For the air box pull the pasenger fender and remove all the intake piping it will help alot with throtle responce ther3s only a 1" opening to feed the motor leave the under hood piping alone its fine for what the motor is capable of

#23 User-Matt

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Posted 23 April 2018 - 12:43 PM

Been busy applying all of the great ideas you guys/gals brought up. I was thinking of changing the O2 sensor to a 3 wire sensor for a more accurate reading to hopefully increase engine efficiency with my increased boost. Has anyone done this and any thoughts of if the juice is worth the squeeze?

 

Also adding a bottom lip the lower air dam to increase air flow into the lower section of the radiator to hopefully stave off the dreaded overheat issues. Cooling system seems to be able to keep up but it hasn't been race tested yet. 

 

I'm going to be adding early 90's honda accord springs to the back (seems to be the route to go that I've found in historical threads).

 

I found a few mentions of Ford Taurus front springs for the font. The mentions I've found regarding the ford springs were pretty vague and only saw it on really old threads so I was hoping someone could weigh in on that?



#24 el_freddo

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Posted 23 April 2018 - 09:37 PM

Three wire O2 sensor will really only help on initial warm up and maybe around town driving in winter (I guess). When pushing hard I highly doubt it'll need the heater element to keep the O2 at optimal temp under these conditions.

Front springs I can't help with I'm sorry. But might have to check it out myself ;)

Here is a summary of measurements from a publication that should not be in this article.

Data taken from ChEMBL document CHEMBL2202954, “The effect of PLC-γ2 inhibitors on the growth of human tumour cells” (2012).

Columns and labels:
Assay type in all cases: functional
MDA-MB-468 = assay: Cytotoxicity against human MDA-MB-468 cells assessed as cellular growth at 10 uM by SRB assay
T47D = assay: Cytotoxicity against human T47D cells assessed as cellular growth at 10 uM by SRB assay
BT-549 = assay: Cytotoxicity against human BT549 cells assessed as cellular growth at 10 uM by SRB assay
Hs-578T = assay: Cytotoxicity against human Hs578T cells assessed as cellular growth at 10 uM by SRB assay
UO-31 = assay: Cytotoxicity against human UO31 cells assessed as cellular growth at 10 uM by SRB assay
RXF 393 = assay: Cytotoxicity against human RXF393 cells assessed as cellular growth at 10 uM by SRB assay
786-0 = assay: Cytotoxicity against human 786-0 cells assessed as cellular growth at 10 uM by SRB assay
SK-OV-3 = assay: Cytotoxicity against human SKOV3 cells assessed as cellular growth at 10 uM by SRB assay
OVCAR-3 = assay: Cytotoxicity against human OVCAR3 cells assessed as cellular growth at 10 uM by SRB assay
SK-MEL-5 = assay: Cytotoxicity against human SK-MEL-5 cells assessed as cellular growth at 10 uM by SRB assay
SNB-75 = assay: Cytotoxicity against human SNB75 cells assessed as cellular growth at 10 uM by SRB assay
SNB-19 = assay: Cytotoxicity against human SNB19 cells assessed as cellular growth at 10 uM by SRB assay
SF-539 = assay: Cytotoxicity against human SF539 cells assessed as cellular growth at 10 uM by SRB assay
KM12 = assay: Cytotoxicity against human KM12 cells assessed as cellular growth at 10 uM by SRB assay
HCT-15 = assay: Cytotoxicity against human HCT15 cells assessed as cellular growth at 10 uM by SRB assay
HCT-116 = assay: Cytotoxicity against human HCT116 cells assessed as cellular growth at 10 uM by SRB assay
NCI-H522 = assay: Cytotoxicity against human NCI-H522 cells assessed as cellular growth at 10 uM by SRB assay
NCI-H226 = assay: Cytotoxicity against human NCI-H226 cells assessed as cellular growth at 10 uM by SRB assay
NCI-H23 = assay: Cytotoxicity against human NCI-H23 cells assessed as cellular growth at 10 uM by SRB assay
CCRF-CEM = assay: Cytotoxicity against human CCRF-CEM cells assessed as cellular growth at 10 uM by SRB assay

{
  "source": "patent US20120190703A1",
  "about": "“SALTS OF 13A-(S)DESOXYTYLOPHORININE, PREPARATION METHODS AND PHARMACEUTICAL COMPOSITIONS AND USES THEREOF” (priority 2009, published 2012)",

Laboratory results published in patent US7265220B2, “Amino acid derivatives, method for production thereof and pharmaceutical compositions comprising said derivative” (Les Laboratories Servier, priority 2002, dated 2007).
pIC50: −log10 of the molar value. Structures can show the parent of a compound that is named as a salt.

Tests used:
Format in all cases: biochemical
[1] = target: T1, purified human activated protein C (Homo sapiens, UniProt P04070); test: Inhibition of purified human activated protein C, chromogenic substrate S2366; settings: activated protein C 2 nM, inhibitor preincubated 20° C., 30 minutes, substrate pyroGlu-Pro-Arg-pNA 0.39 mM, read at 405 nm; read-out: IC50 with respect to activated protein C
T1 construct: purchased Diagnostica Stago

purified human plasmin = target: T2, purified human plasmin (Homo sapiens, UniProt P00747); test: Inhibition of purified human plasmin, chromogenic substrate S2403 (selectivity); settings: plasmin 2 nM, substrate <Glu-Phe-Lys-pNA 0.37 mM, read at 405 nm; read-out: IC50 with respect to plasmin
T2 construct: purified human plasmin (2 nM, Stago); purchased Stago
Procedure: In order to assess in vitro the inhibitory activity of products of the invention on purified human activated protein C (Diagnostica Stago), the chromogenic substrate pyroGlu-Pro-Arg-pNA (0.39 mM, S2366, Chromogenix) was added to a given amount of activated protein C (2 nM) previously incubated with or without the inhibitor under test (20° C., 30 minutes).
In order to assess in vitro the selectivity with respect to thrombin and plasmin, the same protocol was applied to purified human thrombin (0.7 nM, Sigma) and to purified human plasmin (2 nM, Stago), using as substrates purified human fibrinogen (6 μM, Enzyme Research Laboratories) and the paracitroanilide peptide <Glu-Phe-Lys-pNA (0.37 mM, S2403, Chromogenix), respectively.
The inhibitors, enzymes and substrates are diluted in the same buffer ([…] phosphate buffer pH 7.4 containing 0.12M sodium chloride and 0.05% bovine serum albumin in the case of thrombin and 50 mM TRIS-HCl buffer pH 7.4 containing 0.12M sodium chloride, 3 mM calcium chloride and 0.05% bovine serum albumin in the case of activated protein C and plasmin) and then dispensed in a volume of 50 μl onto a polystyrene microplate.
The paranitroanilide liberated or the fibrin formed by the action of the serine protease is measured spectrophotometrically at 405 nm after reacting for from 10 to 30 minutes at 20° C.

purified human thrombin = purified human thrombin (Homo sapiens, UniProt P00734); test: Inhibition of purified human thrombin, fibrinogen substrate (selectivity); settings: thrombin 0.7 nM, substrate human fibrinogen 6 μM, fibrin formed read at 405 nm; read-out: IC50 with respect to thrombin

Cheers

Bennie

#25 djellum

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Posted 24 April 2018 - 03:27 AM

is it an auto?  if so a trans cooler.

 

look up Jeszek on here, he has writeups on the springs your changing.  you can also fit bigger struts and other goodies.

 

imo dont mess with the boost, keep it low.  ea82 turbos are temperamental already.  course fun is a factor, so if you do mess with the boost, try adding a temp sensor for the exhaust gasses close to the motor.  it can show you how hot the combustion chamber is getting so you can take your foot out of it, but I believe it needs to be very close to the chambers.  never done it but when people used to build turbo 82's with high boost or over the 150 hp line they swore by it. 

 

build a gnarly skid plate, easy to rip up the exhaust and oil pan with the flat motors.

 

for cold weather bypass the blower resistor and put a manual dial control on it.  failure of the defog is a real possibility on these rigs.

 

lifts are super easy, but so is cutting the fenders.  I wouldnt worry about it, but you should do a 6 lug redrill for bigger and stouter rims/tires.  all it takes is a drill bit and 2 extra lug studs per tire.  basically you use 2 holes from the stock pattern and drill out the other 4 for a standard six lug setup. theres writeups if you search. 13 inch tires are all crap anymore, even 14's would give you options.  I know a few guys that cut strips out of 5 gallon and 50 gallon plastic containers for fender flares if such a thing is needed.

 

Heat is your mortal enemy.  people have mounted intercoolers under and on the hood with cutouts, and I would put at least an extra electric fan in somewhere.

 

if you do the pan seal a few people suggest just epoxying it on.  they suck in general.

 

id bring a full timing kit or as close to one as you can afford.  at least a nice new set of belts and hopefully tensioners.